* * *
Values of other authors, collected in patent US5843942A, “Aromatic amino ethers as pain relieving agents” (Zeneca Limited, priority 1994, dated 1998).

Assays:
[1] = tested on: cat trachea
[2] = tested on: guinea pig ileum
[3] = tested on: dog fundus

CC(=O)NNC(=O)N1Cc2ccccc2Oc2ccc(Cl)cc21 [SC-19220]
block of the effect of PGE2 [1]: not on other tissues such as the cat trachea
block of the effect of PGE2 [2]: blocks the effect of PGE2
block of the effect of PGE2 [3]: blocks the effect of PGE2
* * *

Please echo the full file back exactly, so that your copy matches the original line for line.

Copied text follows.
Values of other authors, collected in patent US5843942A, “Aromatic amino ethers as pain relieving agents” (Zeneca Limited, priority 1994, dated 1998).

Assays:
[1] = tested on: cat trachea
[2] = tested on: guinea pig ileum
[3] = tested on: dog fundus

CC(=O)NNC(=O)N1Cc2ccccc2Oc2ccc(Cl)cc21 [SC-19220]
block of the effect of PGE2 [1]: not on other tissues such as the cat trachea
block of the effect of PGE2 [2]: blocks the effect of PGE2
block of the effect of PGE2 [3]: blocks the effect of PGE2